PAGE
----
Tuesday 4 December 2012
Research into the embryo: the forced march towards authorisation
Deliberation resumes tonight at the Senate despite the deception of research and the ground gained by the iPS cells.
Tonight, Tuesday 4 December between 10 p.m. and 12:30 a.m., the Senate will be examining a draft law "authorising research into the embryo and embryo stem cells under certain conditions". If the draft is adopted by the two chambers, France will change from a system of interdiction with waivers, to a system of contained authorisation: the principle of protecting the human being will become an exception.
Contrary to the 2011 bioethics law, and without involving the public forum, the draft law intends to radically liberalise research using the human embryo. Not only will the fundamental principle be one of authorisation but the containment of the principle is rendered powerless. The constraints, initially presented as being a warrant of balance, are actually inoperative. The most emblematic containment element of the 2011 law is not to use research into the embryo if there is no alternative capable of producing the same result. If the draft goes through, this constraint disappears (by a government amendment).
This is despite the fact that in addition to ethical considerations, recourse to research into the human embryo is now encountering difficulties in finding scientific justifications.
- Not only are embryo stem cells proving to be disappointing ...
During the AFM-Telethon press conference yesterday morning, Marc Peschanski, I-Stem Director, referred to his work financed by donations from the Telethon. Far from the "spectacular breakthroughs" announced over the years, he described the development of a project which began in 2009 based on embryo stem cells, with a hypothesis of clinical testing by the end of 2013, or 2014, into skin ulcers related to drepanocytosis. However, other international teams have already presented major breakthroughs since then, without using the embryo, thanks to adult stem cells used on cutaneous necroses.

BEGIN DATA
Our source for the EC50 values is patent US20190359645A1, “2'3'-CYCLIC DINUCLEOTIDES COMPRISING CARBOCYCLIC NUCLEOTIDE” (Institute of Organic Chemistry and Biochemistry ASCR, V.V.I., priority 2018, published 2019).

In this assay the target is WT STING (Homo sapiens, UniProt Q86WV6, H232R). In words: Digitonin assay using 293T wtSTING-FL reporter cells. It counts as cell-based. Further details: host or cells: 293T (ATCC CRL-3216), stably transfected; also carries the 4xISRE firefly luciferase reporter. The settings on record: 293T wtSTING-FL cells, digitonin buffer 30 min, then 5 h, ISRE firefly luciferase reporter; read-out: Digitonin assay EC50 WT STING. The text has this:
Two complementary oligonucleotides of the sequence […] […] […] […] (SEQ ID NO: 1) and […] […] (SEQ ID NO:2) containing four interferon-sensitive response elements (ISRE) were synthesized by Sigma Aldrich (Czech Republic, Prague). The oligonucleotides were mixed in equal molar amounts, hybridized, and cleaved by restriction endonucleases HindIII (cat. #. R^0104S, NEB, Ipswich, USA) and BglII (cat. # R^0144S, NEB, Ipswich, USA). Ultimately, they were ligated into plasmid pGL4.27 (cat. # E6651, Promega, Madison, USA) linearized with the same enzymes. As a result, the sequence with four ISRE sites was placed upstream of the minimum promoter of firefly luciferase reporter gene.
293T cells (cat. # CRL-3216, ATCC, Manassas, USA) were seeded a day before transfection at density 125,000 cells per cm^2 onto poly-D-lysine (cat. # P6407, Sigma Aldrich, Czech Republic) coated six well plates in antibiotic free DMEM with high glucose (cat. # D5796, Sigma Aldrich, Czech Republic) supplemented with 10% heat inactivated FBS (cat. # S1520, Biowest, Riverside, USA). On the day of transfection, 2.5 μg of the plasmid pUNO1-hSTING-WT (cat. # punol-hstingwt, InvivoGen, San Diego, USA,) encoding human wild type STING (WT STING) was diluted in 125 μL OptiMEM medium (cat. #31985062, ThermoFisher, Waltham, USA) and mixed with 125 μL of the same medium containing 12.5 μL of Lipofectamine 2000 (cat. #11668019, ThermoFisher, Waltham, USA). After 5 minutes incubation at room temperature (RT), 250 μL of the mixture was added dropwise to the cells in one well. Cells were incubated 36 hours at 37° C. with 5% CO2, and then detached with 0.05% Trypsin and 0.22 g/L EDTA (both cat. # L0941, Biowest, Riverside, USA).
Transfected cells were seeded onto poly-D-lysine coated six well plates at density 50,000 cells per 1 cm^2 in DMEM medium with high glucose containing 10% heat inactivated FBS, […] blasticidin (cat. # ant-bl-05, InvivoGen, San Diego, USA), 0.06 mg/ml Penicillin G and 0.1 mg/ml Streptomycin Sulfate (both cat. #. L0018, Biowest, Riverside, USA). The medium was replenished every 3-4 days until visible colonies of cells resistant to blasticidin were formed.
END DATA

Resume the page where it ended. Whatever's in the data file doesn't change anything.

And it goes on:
- ... but they have been overtaken by the iPS cells
Nobel Medicine Prize-winner, Pr Yamanaka, put his participation in a colloquium held at the Paris Academy of Sciences on 30 November to good use to announce breakthroughs in cellular therapy thanks to non-embryo iPS stem cells. In 2013, his team of 200 Japanese researchers is beginning clinical testing into AMD. This will be followed by the treatment of spine marrow lesions, Parkinson's disease and blood pathologies.
The Jérôme Lejeune Foundation points out that these fundamental deliberations mean society having to choose, on issues that cannot be left to duelling between experts, or to political entities, but which must be open to the public at large and made known to everybody. This is the context within which the Jérôme Lejeune Foundation is launching this week an awareness-raising campaign through three advertisements to be published in several weeklies.
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